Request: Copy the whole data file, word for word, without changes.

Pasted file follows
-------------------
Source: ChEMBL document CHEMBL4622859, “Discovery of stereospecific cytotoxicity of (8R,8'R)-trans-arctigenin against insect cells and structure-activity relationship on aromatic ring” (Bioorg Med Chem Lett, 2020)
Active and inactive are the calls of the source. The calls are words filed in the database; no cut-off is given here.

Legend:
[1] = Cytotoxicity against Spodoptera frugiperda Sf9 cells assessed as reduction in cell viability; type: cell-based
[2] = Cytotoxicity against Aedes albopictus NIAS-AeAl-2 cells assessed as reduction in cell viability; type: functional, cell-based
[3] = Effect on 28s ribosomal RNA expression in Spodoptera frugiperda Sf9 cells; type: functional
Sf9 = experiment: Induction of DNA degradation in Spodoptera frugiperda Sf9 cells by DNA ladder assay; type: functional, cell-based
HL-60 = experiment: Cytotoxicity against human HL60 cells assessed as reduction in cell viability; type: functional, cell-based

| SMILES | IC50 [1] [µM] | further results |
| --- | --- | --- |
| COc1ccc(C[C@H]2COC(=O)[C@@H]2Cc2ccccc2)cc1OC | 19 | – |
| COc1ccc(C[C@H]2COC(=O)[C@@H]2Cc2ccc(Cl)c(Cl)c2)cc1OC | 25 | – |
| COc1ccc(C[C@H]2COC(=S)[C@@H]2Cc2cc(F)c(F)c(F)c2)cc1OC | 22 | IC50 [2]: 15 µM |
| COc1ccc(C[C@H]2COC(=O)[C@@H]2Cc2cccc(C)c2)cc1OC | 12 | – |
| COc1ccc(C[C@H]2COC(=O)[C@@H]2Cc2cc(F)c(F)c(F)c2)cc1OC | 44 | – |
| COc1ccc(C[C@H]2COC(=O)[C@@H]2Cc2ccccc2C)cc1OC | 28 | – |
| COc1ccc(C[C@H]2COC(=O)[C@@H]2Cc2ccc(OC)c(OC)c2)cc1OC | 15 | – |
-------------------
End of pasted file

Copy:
Source: ChEMBL document CHEMBL4622859, “Discovery of stereospecific cytotoxicity of (8R,8'R)-trans-arctigenin against insect cells and structure-activity relationship on aromatic ring” (Bioorg Med Chem Lett, 2020)
Active and inactive are the calls of the source. The calls are words filed in the database; no cut-off is given here.

Legend:
[1] = Cytotoxicity against Spodoptera frugiperda Sf9 cells assessed as reduction in cell viability; type: cell-based
[2] = Cytotoxicity against Aedes albopictus NIAS-AeAl-2 cells assessed as reduction in cell viability; type: functional, cell-based
[3] = Effect on 28s ribosomal RNA expression in Spodoptera frugiperda Sf9 cells; type: functional
Sf9 = experiment: Induction of DNA degradation in Spodoptera frugiperda Sf9 cells by DNA ladder assay; type: functional, cell-based
HL-60 = experiment: Cytotoxicity against human HL60 cells assessed as reduction in cell viability; type: functional, cell-based

| SMILES | IC50 [1] [µM] | further results |
| --- | --- | --- |
| COc1ccc(C[C@H]2COC(=O)[C@@H]2Cc2ccccc2)cc1OC | 19 | – |
| COc1ccc(C[C@H]2COC(=O)[C@@H]2Cc2ccc(Cl)c(Cl)c2)cc1OC | 25 | – |
| COc1ccc(C[C@H]2COC(=S)[C@@H]2Cc2cc(F)c(F)c(F)c2)cc1OC | 22 | IC50 [2]: 15 µM |
| COc1ccc(C[C@H]2COC(=O)[C@@H]2Cc2cccc(C)c2)cc1OC | 12 | – |
| COc1ccc(C[C@H]2COC(=O)[C@@H]2Cc2cc(F)c(F)c(F)c2)cc1OC | 44 | – |
| COc1ccc(C[C@H]2COC(=O)[C@@H]2Cc2ccccc2C)cc1OC | 28 | – |
| COc1ccc(C[C@H]2COC(=O)[C@@H]2Cc2ccc(OC)c(OC)c2)cc1OC | 15 | – |